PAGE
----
She has a day job in the nonprofit sector that helped her prepare for Shift’s fundraising goal.
Running a campaign on Kickstarter is “philanthropy 101,” Pope-Welch explains. “People don’t give if you don’t ask. They encourage you to make a video, which, if you look at the bigger nonprofits, they have a video that really touches the heart.”
Shift’s page on Kickstarter prominently features a 3:20-minute video of Pope-Welch explaining Shift and why to donate. She entices her viewers to watch the whole video by promising some sweet dance moves at the end, over the music of the Portland band Sly-Chi.
Katie Diamond, a Portland artist and graphic designer, ran a campaign on Kickstarter to fund a queer feminist magazine, Salacious, in 2010.
Diamond received startup funds from Kickstarter and introduced the site to Pope-Welch, thinking Shift might qualify for funding.
She also received advice from Alex Steed, who ran a successful campaign for Maine’s Food Coma TV last year. Steed put Emma in touch with a transgender comedian from California, who gave her advice, too.
An important part of Kickstarter is the rewards offered to backers at different increments. Pope-Welch said the most common gift is $25.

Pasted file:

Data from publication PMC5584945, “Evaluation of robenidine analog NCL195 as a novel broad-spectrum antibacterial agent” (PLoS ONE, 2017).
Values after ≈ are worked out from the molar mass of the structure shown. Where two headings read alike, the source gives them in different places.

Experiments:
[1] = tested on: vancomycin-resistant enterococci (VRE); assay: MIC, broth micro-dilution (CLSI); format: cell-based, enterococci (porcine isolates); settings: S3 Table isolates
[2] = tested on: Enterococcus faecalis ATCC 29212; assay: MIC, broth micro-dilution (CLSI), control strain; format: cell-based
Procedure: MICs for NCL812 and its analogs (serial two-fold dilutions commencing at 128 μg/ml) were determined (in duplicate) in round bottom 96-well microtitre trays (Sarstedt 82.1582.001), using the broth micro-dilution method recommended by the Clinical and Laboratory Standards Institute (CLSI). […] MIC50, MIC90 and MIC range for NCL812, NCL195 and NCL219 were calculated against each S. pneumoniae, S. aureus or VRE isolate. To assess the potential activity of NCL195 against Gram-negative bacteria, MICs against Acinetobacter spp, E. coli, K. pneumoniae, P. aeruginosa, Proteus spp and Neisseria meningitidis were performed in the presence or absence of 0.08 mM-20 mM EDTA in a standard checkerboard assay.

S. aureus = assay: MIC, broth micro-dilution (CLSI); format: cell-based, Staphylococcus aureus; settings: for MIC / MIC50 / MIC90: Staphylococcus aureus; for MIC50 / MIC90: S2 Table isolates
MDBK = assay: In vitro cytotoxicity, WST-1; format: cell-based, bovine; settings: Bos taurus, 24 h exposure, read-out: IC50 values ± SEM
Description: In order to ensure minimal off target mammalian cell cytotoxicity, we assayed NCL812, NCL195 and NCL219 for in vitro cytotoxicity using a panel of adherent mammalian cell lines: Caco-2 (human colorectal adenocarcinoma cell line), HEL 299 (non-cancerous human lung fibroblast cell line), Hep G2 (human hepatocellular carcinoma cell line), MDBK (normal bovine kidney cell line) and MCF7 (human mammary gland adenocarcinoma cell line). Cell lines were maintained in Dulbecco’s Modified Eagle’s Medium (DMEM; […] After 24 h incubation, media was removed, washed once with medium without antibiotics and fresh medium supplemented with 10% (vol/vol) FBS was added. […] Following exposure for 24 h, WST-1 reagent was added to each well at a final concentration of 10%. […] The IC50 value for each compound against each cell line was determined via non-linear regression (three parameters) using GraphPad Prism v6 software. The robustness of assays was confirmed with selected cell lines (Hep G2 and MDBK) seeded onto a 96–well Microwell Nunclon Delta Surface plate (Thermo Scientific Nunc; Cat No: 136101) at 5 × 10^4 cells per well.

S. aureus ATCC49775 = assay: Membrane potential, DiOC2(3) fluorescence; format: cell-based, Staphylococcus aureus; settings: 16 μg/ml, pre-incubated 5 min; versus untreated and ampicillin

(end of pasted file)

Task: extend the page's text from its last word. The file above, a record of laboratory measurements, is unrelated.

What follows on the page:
For $1 donation, contributors would get early access to the site. For $7, a handwritten card; for $9, video proof of Pope-Welch‘s toes in the Atlantic in February. Rewards could be whimsical or serious, with contributors receiving all the perks of the rewards below the increment of their donation. While $500 and $1,000 donation options were available, Shift had seven backers donate $100 and they will be listed as supporters.
The shiftmaine.com website was launched Feb. 16. Her web developer friend donated his time to create the site. She will be contributing to the site’s biweekly updates, writing stories when she has time. There will also be an e-newsletter available that she will be sending out for those less web-savvy folks interested in the project.